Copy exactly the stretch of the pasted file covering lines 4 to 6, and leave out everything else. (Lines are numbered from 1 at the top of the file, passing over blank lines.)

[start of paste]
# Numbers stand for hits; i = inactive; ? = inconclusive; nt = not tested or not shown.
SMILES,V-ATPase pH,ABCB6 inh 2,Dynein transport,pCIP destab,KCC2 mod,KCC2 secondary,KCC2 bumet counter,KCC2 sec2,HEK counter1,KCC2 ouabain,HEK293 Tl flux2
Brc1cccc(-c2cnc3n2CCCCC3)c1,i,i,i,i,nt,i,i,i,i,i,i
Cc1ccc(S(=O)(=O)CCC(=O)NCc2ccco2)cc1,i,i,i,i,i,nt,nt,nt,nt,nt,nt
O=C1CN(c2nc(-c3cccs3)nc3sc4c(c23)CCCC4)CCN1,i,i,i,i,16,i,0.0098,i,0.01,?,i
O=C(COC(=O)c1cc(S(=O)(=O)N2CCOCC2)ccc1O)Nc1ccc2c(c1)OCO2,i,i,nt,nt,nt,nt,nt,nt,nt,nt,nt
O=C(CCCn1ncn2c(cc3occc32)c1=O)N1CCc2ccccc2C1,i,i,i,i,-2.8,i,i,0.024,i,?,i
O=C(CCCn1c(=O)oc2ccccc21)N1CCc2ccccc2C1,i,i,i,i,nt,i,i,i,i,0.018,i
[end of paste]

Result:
Cc1ccc(S(=O)(=O)CCC(=O)NCc2ccco2)cc1,i,i,i,i,i,nt,nt,nt,nt,nt,nt
O=C1CN(c2nc(-c3cccs3)nc3sc4c(c23)CCCC4)CCN1,i,i,i,i,16,i,0.0098,i,0.01,?,i
O=C(COC(=O)c1cc(S(=O)(=O)N2CCOCC2)ccc1O)Nc1ccc2c(c1)OCO2,i,i,nt,nt,nt,nt,nt,nt,nt,nt,nt